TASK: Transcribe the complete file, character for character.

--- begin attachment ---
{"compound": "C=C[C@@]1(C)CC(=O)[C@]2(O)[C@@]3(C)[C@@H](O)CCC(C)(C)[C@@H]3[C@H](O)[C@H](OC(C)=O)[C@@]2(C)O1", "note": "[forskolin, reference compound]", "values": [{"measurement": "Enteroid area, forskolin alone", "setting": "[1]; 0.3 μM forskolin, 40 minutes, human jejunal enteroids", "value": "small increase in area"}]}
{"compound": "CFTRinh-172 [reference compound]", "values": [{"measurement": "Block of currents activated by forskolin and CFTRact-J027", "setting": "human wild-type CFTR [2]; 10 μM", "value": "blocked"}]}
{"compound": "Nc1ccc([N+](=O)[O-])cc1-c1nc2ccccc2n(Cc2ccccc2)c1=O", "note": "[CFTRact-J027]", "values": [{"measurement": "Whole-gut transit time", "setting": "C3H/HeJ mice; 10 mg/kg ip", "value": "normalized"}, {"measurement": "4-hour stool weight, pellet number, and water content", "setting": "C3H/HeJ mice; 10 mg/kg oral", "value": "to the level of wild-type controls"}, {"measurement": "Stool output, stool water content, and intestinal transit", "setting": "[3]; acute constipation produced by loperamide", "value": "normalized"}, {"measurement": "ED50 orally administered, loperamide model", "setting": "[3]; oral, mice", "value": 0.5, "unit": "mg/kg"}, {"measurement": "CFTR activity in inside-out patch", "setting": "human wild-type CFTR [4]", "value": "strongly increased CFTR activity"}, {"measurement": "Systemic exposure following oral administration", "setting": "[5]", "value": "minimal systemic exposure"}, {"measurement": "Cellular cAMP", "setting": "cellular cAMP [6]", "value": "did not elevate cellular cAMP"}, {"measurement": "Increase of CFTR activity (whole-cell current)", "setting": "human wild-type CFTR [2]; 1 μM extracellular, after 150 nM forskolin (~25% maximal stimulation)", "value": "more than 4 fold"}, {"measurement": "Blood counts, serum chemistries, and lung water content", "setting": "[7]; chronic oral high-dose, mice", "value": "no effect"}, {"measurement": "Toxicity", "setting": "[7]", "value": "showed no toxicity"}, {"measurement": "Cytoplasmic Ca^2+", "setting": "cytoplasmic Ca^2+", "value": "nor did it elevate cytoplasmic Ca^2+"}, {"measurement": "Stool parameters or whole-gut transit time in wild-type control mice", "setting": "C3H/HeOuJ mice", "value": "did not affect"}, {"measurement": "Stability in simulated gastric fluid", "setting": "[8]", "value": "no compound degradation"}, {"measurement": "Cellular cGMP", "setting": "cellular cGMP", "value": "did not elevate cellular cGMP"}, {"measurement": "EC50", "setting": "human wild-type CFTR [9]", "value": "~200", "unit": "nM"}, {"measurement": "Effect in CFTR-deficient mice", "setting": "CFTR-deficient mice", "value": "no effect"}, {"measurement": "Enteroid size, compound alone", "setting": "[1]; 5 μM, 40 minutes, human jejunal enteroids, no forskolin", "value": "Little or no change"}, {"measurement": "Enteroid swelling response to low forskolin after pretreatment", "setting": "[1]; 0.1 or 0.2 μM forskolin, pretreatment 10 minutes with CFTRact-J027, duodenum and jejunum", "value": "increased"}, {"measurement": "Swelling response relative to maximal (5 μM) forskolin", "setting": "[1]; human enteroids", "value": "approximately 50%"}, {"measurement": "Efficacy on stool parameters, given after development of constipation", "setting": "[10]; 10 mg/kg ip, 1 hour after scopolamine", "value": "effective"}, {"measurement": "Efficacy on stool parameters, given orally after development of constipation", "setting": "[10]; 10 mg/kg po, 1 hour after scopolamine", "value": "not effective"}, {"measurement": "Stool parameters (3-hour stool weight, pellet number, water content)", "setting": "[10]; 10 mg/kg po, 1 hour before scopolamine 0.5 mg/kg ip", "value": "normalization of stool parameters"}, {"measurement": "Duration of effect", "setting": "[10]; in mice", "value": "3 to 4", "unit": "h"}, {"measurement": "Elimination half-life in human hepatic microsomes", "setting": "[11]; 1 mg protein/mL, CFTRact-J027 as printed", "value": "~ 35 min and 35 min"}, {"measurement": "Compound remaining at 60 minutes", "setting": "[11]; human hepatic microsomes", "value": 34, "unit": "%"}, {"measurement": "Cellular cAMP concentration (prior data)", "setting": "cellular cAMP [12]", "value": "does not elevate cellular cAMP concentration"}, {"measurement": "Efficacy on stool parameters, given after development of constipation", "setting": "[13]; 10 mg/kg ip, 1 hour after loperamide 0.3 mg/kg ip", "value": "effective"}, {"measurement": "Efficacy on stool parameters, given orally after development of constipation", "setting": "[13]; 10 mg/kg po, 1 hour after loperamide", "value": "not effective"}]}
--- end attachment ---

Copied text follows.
{"compound": "C=C[C@@]1(C)CC(=O)[C@]2(O)[C@@]3(C)[C@@H](O)CCC(C)(C)[C@@H]3[C@H](O)[C@H](OC(C)=O)[C@@]2(C)O1", "note": "[forskolin, reference compound]", "values": [{"measurement": "Enteroid area, forskolin alone", "setting": "[1]; 0.3 μM forskolin, 40 minutes, human jejunal enteroids", "value": "small increase in area"}]}
{"compound": "CFTRinh-172 [reference compound]", "values": [{"measurement": "Block of currents activated by forskolin and CFTRact-J027", "setting": "human wild-type CFTR [2]; 10 μM", "value": "blocked"}]}
{"compound": "Nc1ccc([N+](=O)[O-])cc1-c1nc2ccccc2n(Cc2ccccc2)c1=O", "note": "[CFTRact-J027]", "values": [{"measurement": "Whole-gut transit time", "setting": "C3H/HeJ mice; 10 mg/kg ip", "value": "normalized"}, {"measurement": "4-hour stool weight, pellet number, and water content", "setting": "C3H/HeJ mice; 10 mg/kg oral", "value": "to the level of wild-type controls"}, {"measurement": "Stool output, stool water content, and intestinal transit", "setting": "[3]; acute constipation produced by loperamide", "value": "normalized"}, {"measurement": "ED50 orally administered, loperamide model", "setting": "[3]; oral, mice", "value": 0.5, "unit": "mg/kg"}, {"measurement": "CFTR activity in inside-out patch", "setting": "human wild-type CFTR [4]", "value": "strongly increased CFTR activity"}, {"measurement": "Systemic exposure following oral administration", "setting": "[5]", "value": "minimal systemic exposure"}, {"measurement": "Cellular cAMP", "setting": "cellular cAMP [6]", "value": "did not elevate cellular cAMP"}, {"measurement": "Increase of CFTR activity (whole-cell current)", "setting": "human wild-type CFTR [2]; 1 μM extracellular, after 150 nM forskolin (~25% maximal stimulation)", "value": "more than 4 fold"}, {"measurement": "Blood counts, serum chemistries, and lung water content", "setting": "[7]; chronic oral high-dose, mice", "value": "no effect"}, {"measurement": "Toxicity", "setting": "[7]", "value": "showed no toxicity"}, {"measurement": "Cytoplasmic Ca^2+", "setting": "cytoplasmic Ca^2+", "value": "nor did it elevate cytoplasmic Ca^2+"}, {"measurement": "Stool parameters or whole-gut transit time in wild-type control mice", "setting": "C3H/HeOuJ mice", "value": "did not affect"}, {"measurement": "Stability in simulated gastric fluid", "setting": "[8]", "value": "no compound degradation"}, {"measurement": "Cellular cGMP", "setting": "cellular cGMP", "value": "did not elevate cellular cGMP"}, {"measurement": "EC50", "setting": "human wild-type CFTR [9]", "value": "~200", "unit": "nM"}, {"measurement": "Effect in CFTR-deficient mice", "setting": "CFTR-deficient mice", "value": "no effect"}, {"measurement": "Enteroid size, compound alone", "setting": "[1]; 5 μM, 40 minutes, human jejunal enteroids, no forskolin", "value": "Little or no change"}, {"measurement": "Enteroid swelling response to low forskolin after pretreatment", "setting": "[1]; 0.1 or 0.2 μM forskolin, pretreatment 10 minutes with CFTRact-J027, duodenum and jejunum", "value": "increased"}, {"measurement": "Swelling response relative to maximal (5 μM) forskolin", "setting": "[1]; human enteroids", "value": "approximately 50%"}, {"measurement": "Efficacy on stool parameters, given after development of constipation", "setting": "[10]; 10 mg/kg ip, 1 hour after scopolamine", "value": "effective"}, {"measurement": "Efficacy on stool parameters, given orally after development of constipation", "setting": "[10]; 10 mg/kg po, 1 hour after scopolamine", "value": "not effective"}, {"measurement": "Stool parameters (3-hour stool weight, pellet number, water content)", "setting": "[10]; 10 mg/kg po, 1 hour before scopolamine 0.5 mg/kg ip", "value": "normalization of stool parameters"}, {"measurement": "Duration of effect", "setting": "[10]; in mice", "value": "3 to 4", "unit": "h"}, {"measurement": "Elimination half-life in human hepatic microsomes", "setting": "[11]; 1 mg protein/mL, CFTRact-J027 as printed", "value": "~ 35 min and 35 min"}, {"measurement": "Compound remaining at 60 minutes", "setting": "[11]; human hepatic microsomes", "value": 34, "unit": "%"}, {"measurement": "Cellular cAMP concentration (prior data)", "setting": "cellular cAMP [12]", "value": "does not elevate cellular cAMP concentration"}, {"measurement": "Efficacy on stool parameters, given after development of constipation", "setting": "[13]; 10 mg/kg ip, 1 hour after loperamide 0.3 mg/kg ip", "value": "effective"}, {"measurement": "Efficacy on stool parameters, given orally after development of constipation", "setting": "[13]; 10 mg/kg po, 1 hour after loperamide", "value": "not effective"}]}